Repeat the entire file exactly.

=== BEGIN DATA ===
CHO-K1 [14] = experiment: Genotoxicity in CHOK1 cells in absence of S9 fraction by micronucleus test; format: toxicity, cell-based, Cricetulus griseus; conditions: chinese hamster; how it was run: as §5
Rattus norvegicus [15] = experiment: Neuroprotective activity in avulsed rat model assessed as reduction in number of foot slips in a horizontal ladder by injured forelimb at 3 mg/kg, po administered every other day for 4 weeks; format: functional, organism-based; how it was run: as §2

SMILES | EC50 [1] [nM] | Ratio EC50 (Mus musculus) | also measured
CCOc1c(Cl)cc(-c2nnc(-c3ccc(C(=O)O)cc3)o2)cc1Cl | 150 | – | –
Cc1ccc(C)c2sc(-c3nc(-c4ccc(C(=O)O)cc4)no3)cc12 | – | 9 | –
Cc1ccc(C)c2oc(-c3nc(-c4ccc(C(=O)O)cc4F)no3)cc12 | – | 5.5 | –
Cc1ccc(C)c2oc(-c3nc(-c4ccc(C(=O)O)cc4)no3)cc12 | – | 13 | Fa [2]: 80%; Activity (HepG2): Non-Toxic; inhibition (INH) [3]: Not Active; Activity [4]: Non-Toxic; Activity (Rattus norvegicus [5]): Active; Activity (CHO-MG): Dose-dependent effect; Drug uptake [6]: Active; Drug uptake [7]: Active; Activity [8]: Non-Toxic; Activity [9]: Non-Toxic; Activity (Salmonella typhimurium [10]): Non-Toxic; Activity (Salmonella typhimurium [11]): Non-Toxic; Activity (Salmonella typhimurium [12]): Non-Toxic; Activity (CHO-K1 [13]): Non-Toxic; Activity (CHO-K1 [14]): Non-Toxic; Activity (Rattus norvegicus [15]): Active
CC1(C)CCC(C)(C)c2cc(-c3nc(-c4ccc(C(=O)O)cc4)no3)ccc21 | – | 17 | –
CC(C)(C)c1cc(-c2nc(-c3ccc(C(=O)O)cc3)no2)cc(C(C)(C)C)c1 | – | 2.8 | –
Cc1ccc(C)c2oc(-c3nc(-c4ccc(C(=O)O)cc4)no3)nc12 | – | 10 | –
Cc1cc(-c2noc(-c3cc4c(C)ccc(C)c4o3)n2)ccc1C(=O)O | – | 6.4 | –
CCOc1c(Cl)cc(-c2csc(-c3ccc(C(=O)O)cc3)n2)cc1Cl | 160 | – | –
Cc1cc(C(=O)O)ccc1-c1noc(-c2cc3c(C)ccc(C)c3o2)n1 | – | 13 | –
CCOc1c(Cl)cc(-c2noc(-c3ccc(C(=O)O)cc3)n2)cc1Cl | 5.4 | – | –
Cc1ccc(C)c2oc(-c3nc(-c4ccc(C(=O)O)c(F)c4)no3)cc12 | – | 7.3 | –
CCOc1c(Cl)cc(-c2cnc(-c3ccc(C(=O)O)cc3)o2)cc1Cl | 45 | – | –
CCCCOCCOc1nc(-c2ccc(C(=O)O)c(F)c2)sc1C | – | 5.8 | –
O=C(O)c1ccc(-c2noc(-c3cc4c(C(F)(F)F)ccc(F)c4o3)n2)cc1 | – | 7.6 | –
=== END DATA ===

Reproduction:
CHO-K1 [14] = experiment: Genotoxicity in CHOK1 cells in absence of S9 fraction by micronucleus test; format: toxicity, cell-based, Cricetulus griseus; conditions: chinese hamster; how it was run: as §5
Rattus norvegicus [15] = experiment: Neuroprotective activity in avulsed rat model assessed as reduction in number of foot slips in a horizontal ladder by injured forelimb at 3 mg/kg, po administered every other day for 4 weeks; format: functional, organism-based; how it was run: as §2

SMILES | EC50 [1] [nM] | Ratio EC50 (Mus musculus) | also measured
CCOc1c(Cl)cc(-c2nnc(-c3ccc(C(=O)O)cc3)o2)cc1Cl | 150 | – | –
Cc1ccc(C)c2sc(-c3nc(-c4ccc(C(=O)O)cc4)no3)cc12 | – | 9 | –
Cc1ccc(C)c2oc(-c3nc(-c4ccc(C(=O)O)cc4F)no3)cc12 | – | 5.5 | –
Cc1ccc(C)c2oc(-c3nc(-c4ccc(C(=O)O)cc4)no3)cc12 | – | 13 | Fa [2]: 80%; Activity (HepG2): Non-Toxic; inhibition (INH) [3]: Not Active; Activity [4]: Non-Toxic; Activity (Rattus norvegicus [5]): Active; Activity (CHO-MG): Dose-dependent effect; Drug uptake [6]: Active; Drug uptake [7]: Active; Activity [8]: Non-Toxic; Activity [9]: Non-Toxic; Activity (Salmonella typhimurium [10]): Non-Toxic; Activity (Salmonella typhimurium [11]): Non-Toxic; Activity (Salmonella typhimurium [12]): Non-Toxic; Activity (CHO-K1 [13]): Non-Toxic; Activity (CHO-K1 [14]): Non-Toxic; Activity (Rattus norvegicus [15]): Active
CC1(C)CCC(C)(C)c2cc(-c3nc(-c4ccc(C(=O)O)cc4)no3)ccc21 | – | 17 | –
CC(C)(C)c1cc(-c2nc(-c3ccc(C(=O)O)cc3)no2)cc(C(C)(C)C)c1 | – | 2.8 | –
Cc1ccc(C)c2oc(-c3nc(-c4ccc(C(=O)O)cc4)no3)nc12 | – | 10 | –
Cc1cc(-c2noc(-c3cc4c(C)ccc(C)c4o3)n2)ccc1C(=O)O | – | 6.4 | –
CCOc1c(Cl)cc(-c2csc(-c3ccc(C(=O)O)cc3)n2)cc1Cl | 160 | – | –
Cc1cc(C(=O)O)ccc1-c1noc(-c2cc3c(C)ccc(C)c3o2)n1 | – | 13 | –
CCOc1c(Cl)cc(-c2noc(-c3ccc(C(=O)O)cc3)n2)cc1Cl | 5.4 | – | –
Cc1ccc(C)c2oc(-c3nc(-c4ccc(C(=O)O)c(F)c4)no3)cc12 | – | 7.3 | –
CCOc1c(Cl)cc(-c2cnc(-c3ccc(C(=O)O)cc3)o2)cc1Cl | 45 | – | –
CCCCOCCOc1nc(-c2ccc(C(=O)O)c(F)c2)sc1C | – | 5.8 | –
O=C(O)c1ccc(-c2noc(-c3cc4c(C(F)(F)F)ccc(F)c4o3)n2)cc1 | – | 7.6 | –